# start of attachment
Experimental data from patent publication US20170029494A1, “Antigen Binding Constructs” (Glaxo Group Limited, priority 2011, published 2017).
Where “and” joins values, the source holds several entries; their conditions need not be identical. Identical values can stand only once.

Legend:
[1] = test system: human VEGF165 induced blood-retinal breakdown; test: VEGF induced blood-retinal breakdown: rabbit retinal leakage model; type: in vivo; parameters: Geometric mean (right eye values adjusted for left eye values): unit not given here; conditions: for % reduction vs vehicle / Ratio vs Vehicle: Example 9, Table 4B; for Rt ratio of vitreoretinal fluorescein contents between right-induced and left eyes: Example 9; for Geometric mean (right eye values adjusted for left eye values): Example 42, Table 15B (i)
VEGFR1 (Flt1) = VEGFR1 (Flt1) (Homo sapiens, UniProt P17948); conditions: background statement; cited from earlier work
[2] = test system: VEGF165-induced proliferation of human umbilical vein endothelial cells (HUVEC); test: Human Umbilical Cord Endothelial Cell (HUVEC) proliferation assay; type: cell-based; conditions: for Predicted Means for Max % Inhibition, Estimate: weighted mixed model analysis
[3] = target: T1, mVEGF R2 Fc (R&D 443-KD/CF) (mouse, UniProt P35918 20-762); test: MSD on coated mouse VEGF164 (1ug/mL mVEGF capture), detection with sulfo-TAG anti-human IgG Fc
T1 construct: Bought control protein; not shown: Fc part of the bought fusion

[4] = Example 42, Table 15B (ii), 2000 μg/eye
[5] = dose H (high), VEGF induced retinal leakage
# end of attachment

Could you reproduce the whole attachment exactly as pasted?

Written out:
Experimental data from patent publication US20170029494A1, “Antigen Binding Constructs” (Glaxo Group Limited, priority 2011, published 2017).
Where “and” joins values, the source holds several entries; their conditions need not be identical. Identical values can stand only once.

Legend:
[1] = test system: human VEGF165 induced blood-retinal breakdown; test: VEGF induced blood-retinal breakdown: rabbit retinal leakage model; type: in vivo; parameters: Geometric mean (right eye values adjusted for left eye values): unit not given here; conditions: for % reduction vs vehicle / Ratio vs Vehicle: Example 9, Table 4B; for Rt ratio of vitreoretinal fluorescein contents between right-induced and left eyes: Example 9; for Geometric mean (right eye values adjusted for left eye values): Example 42, Table 15B (i)
VEGFR1 (Flt1) = VEGFR1 (Flt1) (Homo sapiens, UniProt P17948); conditions: background statement; cited from earlier work
[2] = test system: VEGF165-induced proliferation of human umbilical vein endothelial cells (HUVEC); test: Human Umbilical Cord Endothelial Cell (HUVEC) proliferation assay; type: cell-based; conditions: for Predicted Means for Max % Inhibition, Estimate: weighted mixed model analysis
[3] = target: T1, mVEGF R2 Fc (R&D 443-KD/CF) (mouse, UniProt P35918 20-762); test: MSD on coated mouse VEGF164 (1ug/mL mVEGF capture), detection with sulfo-TAG anti-human IgG Fc
T1 construct: Bought control protein; not shown: Fc part of the bought fusion

[4] = Example 42, Table 15B (ii), 2000 μg/eye
[5] = dose H (high), VEGF induced retinal leakage